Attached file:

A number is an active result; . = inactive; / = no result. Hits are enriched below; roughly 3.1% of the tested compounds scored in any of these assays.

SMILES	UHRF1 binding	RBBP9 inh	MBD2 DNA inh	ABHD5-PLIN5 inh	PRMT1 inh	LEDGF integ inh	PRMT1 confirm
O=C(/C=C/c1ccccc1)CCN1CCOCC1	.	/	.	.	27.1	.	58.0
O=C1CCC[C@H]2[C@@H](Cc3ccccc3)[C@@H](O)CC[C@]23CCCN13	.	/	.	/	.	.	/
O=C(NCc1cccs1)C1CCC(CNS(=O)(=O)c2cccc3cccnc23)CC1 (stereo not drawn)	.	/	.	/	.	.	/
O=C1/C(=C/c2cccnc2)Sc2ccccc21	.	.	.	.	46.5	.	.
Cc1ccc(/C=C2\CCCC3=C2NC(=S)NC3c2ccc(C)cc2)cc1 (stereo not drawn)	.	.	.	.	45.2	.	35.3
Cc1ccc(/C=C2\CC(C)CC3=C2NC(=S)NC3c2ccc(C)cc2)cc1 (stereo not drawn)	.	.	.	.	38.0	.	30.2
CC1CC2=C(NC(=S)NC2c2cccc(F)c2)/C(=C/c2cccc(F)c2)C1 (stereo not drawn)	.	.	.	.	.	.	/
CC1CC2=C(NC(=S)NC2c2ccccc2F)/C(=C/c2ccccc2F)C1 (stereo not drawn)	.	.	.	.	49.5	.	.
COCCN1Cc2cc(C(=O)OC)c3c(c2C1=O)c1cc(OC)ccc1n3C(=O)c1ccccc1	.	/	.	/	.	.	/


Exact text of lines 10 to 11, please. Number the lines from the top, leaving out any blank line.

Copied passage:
CC1CC2=C(NC(=S)NC2c2ccccc2F)/C(=C/c2ccccc2F)C1 (stereo not drawn)	.	.	.	.	49.5	.	.
COCCN1Cc2cc(C(=O)OC)c3c(c2C1=O)c1cc(OC)ccc1n3C(=O)c1ccccc1	.	/	.	/	.	.	/